State of e-Government Projects in India

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‘Insanity: Doing the same thing over and over again and expecting different results’ Albert Einstein

e-Governance and technology adoption for better decision making, management and enhanced service delivery to different stakeholders including citizens have taken centre stage of the policy makers of India. Appreciating the criticality of adapting digital technologies for enhancing governance, both federal and state governments have put substantial thrust on e-Governance. The seriousness of e-Enablement of different ministries, departments and services got reflected in the National e-Governance Plan (NeGP) that India came up with. NeGP had announced twenty seven key projects to be executed in various ministries and departments of the government. Looking at the criticality of their being executed for better e-Enabled service delivery to the citizens, these projects were termed as Mission Mode Projects (MMPs) with the expectation that the corresponding owners of these projects would show enough seriousness to have these projects rolled out as national missions to ensure better service delivery to different stakeholders.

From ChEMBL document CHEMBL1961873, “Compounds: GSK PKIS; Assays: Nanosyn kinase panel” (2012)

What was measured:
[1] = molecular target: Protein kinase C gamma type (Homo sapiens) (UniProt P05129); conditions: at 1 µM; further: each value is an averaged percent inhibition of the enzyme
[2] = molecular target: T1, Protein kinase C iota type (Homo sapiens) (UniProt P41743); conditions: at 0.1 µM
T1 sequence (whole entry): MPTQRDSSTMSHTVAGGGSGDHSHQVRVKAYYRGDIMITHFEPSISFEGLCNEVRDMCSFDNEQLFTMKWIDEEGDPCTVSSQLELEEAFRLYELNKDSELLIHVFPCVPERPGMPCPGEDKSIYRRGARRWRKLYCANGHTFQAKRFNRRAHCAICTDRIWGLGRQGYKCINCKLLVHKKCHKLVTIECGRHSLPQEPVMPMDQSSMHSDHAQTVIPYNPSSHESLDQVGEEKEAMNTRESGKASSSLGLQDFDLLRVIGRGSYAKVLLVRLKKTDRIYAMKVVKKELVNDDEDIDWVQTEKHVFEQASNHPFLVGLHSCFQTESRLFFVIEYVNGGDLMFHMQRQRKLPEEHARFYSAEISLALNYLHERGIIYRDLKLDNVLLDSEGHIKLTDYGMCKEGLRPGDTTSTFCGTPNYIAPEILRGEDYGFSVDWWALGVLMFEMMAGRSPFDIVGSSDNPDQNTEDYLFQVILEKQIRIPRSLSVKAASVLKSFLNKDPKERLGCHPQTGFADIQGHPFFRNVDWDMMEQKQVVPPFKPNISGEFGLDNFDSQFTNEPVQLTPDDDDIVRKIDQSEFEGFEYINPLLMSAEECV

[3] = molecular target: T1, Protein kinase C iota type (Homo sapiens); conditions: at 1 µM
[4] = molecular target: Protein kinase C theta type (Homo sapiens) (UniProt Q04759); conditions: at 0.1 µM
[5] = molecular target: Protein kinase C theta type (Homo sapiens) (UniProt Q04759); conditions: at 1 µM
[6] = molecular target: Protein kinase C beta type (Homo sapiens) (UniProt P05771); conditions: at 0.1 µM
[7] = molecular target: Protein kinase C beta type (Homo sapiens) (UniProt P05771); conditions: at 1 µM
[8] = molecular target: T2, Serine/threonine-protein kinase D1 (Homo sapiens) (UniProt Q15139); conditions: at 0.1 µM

The intention and identification of these projects reflect the seriousness of the planning agency. Although, the plan and intention of identifying these twenty seven MMPs had been grand but till the end of 2007, the overall situation of execution of these projects does not seem to be very enticing. Either some of these projects have not yet started, else majority of these projects had started, but have not yet seen the light of successful execution and acceptance.